Marine

Compact life preserver blows up when it hits the water

Compact life preserver blows u...
OneUp, ready to be chucked
OneUp, ready to be chucked
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OneUp, ready to be chucked
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OneUp, ready to be chucked
OneUp measures 6.8 inches long (172 mm) and weighs 0.8 lb (363 g)
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OneUp measures 6.8 inches long (172 mm) and weighs 0.8 lb (363 g)
Once inflated, the OneUp float can support swimmers weighing up to 330 lb (150 kg)
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Once inflated, the OneUp float can support swimmers weighing up to 330 lb (150 kg)

Which do you think would be easier to throw to someone who's drowning, a big ol' life preserver or a compact device about the size of a pop can? If you went with the latter – and if you spend a lot of time on the water – then you might be interested in OneUp.

Measuring 6.8 inches long (172 mm) and weighing 0.8 lb (363 g), OneUp consists of an inflatable polyurethane float with an attached CO2 canister, both of which are stuffed into a cylindrical case.

As long as everything stays dry, the float remains deflated. Upon contact with the water, though, a salt pod in OneUp dissolves. This causes a spring to be released, which in turn allows the canister to inflate the float, which pops out of the case. The whole process takes just two seconds.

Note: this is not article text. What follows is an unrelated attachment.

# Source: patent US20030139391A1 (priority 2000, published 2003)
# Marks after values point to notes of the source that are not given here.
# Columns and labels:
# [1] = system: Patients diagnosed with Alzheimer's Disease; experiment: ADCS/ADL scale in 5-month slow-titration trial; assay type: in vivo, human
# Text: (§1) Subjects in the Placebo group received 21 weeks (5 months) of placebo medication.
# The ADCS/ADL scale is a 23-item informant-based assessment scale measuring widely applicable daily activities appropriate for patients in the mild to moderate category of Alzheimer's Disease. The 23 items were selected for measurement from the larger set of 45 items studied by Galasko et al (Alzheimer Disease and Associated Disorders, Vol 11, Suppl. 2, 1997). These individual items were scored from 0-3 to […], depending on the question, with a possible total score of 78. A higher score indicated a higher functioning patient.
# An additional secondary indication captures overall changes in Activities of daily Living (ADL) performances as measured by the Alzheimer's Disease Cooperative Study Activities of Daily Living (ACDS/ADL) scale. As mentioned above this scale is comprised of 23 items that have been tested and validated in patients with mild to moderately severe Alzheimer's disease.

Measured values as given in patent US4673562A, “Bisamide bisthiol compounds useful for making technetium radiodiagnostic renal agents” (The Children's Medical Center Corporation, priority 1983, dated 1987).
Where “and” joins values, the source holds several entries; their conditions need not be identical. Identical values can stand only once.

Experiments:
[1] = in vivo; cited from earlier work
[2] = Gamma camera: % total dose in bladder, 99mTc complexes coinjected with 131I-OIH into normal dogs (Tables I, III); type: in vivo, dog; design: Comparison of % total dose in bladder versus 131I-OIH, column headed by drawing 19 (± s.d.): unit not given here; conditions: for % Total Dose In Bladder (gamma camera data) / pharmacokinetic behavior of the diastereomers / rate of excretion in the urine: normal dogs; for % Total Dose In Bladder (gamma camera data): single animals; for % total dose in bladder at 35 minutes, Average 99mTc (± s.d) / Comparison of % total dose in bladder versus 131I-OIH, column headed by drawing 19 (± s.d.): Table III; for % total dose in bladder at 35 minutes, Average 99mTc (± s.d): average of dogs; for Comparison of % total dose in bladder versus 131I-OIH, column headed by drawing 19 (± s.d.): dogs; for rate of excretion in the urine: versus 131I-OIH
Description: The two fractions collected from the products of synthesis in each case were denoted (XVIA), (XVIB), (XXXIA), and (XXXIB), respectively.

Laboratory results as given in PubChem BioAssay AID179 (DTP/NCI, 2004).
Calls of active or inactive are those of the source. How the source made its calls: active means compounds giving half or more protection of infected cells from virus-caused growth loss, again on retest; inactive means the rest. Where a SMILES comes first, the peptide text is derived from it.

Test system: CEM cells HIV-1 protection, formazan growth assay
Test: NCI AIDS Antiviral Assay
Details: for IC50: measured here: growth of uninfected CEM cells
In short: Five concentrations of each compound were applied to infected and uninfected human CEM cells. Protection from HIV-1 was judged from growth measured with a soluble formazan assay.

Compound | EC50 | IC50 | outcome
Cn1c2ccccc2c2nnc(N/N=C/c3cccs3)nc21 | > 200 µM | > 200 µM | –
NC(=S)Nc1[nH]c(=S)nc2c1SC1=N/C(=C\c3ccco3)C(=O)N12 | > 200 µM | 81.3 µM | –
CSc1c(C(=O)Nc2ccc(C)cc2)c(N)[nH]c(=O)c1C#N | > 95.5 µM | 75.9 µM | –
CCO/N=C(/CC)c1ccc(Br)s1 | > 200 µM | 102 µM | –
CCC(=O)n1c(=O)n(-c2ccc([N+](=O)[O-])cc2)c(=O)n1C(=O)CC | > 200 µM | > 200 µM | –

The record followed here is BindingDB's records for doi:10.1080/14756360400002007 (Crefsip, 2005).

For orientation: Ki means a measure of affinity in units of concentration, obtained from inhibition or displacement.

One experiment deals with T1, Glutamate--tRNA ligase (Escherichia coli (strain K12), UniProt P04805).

Once inflated, the OneUp float can support swimmers weighing up to 330 lb (150 kg)
Once inflated, the OneUp float can support swimmers weighing up to 330 lb (150 kg)

Once inflated, the float can support swimmers weighing up to 330 lb (150 kg). Afterwards, the float can be deflated again, a fresh canister and salt pod can be loaded in, and the whole thing can be reused.

If you're interested in getting a OneUp, it's currently the subject of an Indiegogo campaign. A pledge of US$49 will get you a unit, when and if they reach production.

It's demonstrated in the following video

Sources: OneUp, Indiegogo

OneUp - Portable inner tube that inflates on contact with water in the shape of a life preserver.

2 comments
Martin Winlow
Susceptibility to unwanted inflation in wet weather? Otherwise rather neat...
MD
It should only inflate if the trigger is submerged in liquid water, one would hope. A bit of humidity shouldn't affect things. The other way to go is with pressure sensitive triggers... Just hope that an atmospheric high pressure zone ( or firearm discharging nearby) doesn't exceed the pressure threshold...